The more important qualities tend to be put closer to the noun. In this case we would say the person is a married British teacher. The nationality is more important, and the marital status is additional information that is not as important.

    :)

  4. #44
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    Default Re: Here is the story you asked about, RonBee.

    Quote Originally Posted by Latoof
    That one is a little confusing, and it is not exactly idiomatic English. (A "from" almost always has to have a "to" connected to it. Also, you can meet somebody by a classroom but not by a class.)

    I meant here the time period. When I started the story I said that Latifa went to the library and she did not want to be late; this lecture was the reason. It is Ron's lecture.


    How would you change "British married teacher" to make it idiomatic English?

    I may delete the nationality and say that he was married. May I say, “He was a married teacher”?
    The more important qualities tend to be put closer to the noun. In this case we would say the person is a married British teacher. The nationality is more important, and the marital status is additional information that is not as important.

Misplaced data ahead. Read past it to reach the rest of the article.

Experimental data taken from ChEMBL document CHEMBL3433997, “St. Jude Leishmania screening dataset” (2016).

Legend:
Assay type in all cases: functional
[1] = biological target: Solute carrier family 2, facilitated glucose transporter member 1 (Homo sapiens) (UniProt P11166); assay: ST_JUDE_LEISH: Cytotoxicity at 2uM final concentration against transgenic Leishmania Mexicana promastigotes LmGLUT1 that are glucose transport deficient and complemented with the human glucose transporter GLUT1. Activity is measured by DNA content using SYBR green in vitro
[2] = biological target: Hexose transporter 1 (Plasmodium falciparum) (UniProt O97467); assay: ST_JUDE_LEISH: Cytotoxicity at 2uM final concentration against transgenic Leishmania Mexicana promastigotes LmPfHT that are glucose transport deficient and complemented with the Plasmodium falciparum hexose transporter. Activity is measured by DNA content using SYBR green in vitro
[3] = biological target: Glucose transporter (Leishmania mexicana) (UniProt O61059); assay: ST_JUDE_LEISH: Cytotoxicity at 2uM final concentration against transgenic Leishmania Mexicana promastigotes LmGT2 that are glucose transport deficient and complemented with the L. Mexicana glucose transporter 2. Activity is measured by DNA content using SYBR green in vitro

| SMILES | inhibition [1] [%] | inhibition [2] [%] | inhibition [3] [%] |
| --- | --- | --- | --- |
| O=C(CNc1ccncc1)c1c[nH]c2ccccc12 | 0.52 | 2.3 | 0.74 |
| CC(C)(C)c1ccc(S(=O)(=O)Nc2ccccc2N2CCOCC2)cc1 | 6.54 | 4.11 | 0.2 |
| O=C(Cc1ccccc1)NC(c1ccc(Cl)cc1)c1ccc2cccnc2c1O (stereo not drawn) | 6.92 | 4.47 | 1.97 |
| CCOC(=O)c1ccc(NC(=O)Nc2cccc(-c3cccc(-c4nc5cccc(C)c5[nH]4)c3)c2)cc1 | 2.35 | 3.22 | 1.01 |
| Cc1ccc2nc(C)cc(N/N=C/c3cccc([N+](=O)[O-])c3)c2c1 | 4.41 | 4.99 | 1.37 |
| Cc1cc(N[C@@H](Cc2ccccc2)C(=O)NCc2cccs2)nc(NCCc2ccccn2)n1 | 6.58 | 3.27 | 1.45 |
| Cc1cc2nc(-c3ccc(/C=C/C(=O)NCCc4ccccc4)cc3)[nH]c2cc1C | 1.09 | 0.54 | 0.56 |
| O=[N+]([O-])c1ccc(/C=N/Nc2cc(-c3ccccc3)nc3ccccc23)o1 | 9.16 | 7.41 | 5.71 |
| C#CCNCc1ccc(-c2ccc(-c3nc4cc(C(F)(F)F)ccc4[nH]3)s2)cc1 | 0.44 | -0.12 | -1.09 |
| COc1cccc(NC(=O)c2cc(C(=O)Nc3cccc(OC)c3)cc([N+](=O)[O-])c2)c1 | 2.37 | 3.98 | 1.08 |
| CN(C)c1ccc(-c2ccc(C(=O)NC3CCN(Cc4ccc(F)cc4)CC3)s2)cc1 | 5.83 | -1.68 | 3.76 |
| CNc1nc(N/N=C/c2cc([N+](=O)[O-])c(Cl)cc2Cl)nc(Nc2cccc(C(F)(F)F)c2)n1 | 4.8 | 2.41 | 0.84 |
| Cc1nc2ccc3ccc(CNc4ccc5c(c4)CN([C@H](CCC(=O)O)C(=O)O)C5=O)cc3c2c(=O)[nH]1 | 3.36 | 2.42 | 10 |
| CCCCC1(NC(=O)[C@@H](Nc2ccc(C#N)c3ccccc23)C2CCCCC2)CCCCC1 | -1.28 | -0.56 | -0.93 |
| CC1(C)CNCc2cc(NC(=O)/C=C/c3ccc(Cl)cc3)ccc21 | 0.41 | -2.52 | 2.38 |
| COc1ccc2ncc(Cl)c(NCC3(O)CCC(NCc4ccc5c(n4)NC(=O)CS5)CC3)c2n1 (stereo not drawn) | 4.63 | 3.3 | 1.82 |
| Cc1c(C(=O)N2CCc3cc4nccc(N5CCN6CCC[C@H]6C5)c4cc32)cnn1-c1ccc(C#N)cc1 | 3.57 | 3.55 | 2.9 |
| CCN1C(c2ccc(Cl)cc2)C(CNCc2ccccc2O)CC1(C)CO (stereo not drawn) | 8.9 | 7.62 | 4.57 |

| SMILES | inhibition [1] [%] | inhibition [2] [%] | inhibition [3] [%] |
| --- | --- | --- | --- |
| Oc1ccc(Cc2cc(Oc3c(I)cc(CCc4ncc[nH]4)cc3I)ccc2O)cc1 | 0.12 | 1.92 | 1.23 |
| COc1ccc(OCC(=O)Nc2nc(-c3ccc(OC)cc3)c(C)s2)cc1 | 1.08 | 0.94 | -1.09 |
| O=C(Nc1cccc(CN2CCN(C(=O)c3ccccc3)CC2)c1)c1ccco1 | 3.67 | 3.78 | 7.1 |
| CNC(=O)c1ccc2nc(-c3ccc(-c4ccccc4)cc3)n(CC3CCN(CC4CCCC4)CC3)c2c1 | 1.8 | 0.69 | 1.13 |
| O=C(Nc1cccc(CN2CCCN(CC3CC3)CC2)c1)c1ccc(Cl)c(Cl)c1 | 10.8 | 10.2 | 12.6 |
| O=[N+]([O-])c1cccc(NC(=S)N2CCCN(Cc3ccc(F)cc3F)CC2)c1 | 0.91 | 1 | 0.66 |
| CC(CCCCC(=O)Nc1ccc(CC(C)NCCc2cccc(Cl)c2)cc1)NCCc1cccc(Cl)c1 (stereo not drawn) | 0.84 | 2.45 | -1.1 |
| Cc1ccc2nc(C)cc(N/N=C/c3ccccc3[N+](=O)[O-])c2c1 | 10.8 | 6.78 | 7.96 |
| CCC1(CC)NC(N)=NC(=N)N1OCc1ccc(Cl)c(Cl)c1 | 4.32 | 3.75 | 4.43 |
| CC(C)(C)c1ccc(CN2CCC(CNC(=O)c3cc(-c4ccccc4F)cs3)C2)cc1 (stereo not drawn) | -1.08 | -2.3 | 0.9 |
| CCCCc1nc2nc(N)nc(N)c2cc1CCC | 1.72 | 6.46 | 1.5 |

:)

  5. #45
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    Default Re: Here is the story you asked about, RonBee.

    Quote Originally Posted by Latoof
    How would you change "British married teacher" to make it idiomatic English?

    Can I say, British teacher only? I don't know how to say it in an idiomatic English.
    I am working now on what you have corrected. I will answer all your "what do you think" and your other questions when I will finish.
    You are doing a very nice work to me, and I don't want to watse it. I wonder how can you find a time to do this wonderful job.
    I spend all my spare time (and then some) on this forum. :)

    Cas did a wonderful job with that, didn't she? :)

    (Say: "I wonder how you can find the time to do this wonderful job.")

    :)

  6. #46
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    Default Re: Here is the story you asked about, RonBee.